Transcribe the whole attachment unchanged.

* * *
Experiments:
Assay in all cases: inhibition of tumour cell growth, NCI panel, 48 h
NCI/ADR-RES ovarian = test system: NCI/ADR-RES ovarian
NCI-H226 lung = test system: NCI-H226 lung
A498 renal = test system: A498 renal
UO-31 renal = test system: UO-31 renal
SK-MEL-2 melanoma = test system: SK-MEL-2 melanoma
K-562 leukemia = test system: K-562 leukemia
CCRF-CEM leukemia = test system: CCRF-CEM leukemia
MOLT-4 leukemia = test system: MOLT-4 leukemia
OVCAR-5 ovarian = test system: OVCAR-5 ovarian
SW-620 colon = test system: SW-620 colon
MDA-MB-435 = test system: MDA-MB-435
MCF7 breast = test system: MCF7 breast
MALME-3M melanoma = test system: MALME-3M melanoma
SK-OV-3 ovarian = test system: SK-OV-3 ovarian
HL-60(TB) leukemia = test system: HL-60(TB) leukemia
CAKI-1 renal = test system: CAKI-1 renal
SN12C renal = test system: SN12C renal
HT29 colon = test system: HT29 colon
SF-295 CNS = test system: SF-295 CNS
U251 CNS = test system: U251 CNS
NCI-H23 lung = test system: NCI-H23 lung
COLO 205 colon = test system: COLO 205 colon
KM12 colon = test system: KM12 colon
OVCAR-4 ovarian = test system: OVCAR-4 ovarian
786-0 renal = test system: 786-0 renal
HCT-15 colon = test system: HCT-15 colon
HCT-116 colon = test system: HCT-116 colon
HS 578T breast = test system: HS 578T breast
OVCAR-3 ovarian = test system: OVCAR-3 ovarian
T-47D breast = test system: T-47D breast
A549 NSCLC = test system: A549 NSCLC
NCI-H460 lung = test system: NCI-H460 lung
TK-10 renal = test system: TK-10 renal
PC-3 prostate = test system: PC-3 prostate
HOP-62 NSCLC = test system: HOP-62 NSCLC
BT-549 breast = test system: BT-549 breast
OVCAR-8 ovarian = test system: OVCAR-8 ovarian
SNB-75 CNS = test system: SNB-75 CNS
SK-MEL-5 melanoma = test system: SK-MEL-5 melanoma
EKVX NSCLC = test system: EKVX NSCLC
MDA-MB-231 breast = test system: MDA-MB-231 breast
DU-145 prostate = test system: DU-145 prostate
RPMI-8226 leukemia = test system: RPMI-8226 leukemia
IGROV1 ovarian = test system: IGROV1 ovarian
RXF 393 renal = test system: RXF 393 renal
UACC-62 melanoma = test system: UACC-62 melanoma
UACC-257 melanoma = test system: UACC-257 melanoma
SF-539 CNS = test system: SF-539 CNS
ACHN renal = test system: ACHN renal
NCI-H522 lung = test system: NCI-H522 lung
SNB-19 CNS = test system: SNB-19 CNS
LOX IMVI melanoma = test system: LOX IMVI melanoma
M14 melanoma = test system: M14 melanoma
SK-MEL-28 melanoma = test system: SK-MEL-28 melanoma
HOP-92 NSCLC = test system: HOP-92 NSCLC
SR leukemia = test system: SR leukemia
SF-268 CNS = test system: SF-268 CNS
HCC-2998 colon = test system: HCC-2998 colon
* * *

Experiments:
Assay in all cases: inhibition of tumour cell growth, NCI panel, 48 h
NCI/ADR-RES ovarian = test system: NCI/ADR-RES ovarian
NCI-H226 lung = test system: NCI-H226 lung
A498 renal = test system: A498 renal
UO-31 renal = test system: UO-31 renal
SK-MEL-2 melanoma = test system: SK-MEL-2 melanoma
K-562 leukemia = test system: K-562 leukemia
CCRF-CEM leukemia = test system: CCRF-CEM leukemia
MOLT-4 leukemia = test system: MOLT-4 leukemia
OVCAR-5 ovarian = test system: OVCAR-5 ovarian
SW-620 colon = test system: SW-620 colon
MDA-MB-435 = test system: MDA-MB-435
MCF7 breast = test system: MCF7 breast
MALME-3M melanoma = test system: MALME-3M melanoma
SK-OV-3 ovarian = test system: SK-OV-3 ovarian
HL-60(TB) leukemia = test system: HL-60(TB) leukemia
CAKI-1 renal = test system: CAKI-1 renal
SN12C renal = test system: SN12C renal
HT29 colon = test system: HT29 colon
SF-295 CNS = test system: SF-295 CNS
U251 CNS = test system: U251 CNS
NCI-H23 lung = test system: NCI-H23 lung
COLO 205 colon = test system: COLO 205 colon
KM12 colon = test system: KM12 colon
OVCAR-4 ovarian = test system: OVCAR-4 ovarian
786-0 renal = test system: 786-0 renal
HCT-15 colon = test system: HCT-15 colon
HCT-116 colon = test system: HCT-116 colon
HS 578T breast = test system: HS 578T breast
OVCAR-3 ovarian = test system: OVCAR-3 ovarian
T-47D breast = test system: T-47D breast
A549 NSCLC = test system: A549 NSCLC
NCI-H460 lung = test system: NCI-H460 lung
TK-10 renal = test system: TK-10 renal
PC-3 prostate = test system: PC-3 prostate
HOP-62 NSCLC = test system: HOP-62 NSCLC
BT-549 breast = test system: BT-549 breast
OVCAR-8 ovarian = test system: OVCAR-8 ovarian
SNB-75 CNS = test system: SNB-75 CNS
SK-MEL-5 melanoma = test system: SK-MEL-5 melanoma
EKVX NSCLC = test system: EKVX NSCLC
MDA-MB-231 breast = test system: MDA-MB-231 breast
DU-145 prostate = test system: DU-145 prostate
RPMI-8226 leukemia = test system: RPMI-8226 leukemia
IGROV1 ovarian = test system: IGROV1 ovarian
RXF 393 renal = test system: RXF 393 renal
UACC-62 melanoma = test system: UACC-62 melanoma
UACC-257 melanoma = test system: UACC-257 melanoma
SF-539 CNS = test system: SF-539 CNS
ACHN renal = test system: ACHN renal
NCI-H522 lung = test system: NCI-H522 lung
SNB-19 CNS = test system: SNB-19 CNS
LOX IMVI melanoma = test system: LOX IMVI melanoma
M14 melanoma = test system: M14 melanoma
SK-MEL-28 melanoma = test system: SK-MEL-28 melanoma
HOP-92 NSCLC = test system: HOP-92 NSCLC
SR leukemia = test system: SR leukemia
SF-268 CNS = test system: SF-268 CNS
HCC-2998 colon = test system: HCC-2998 colon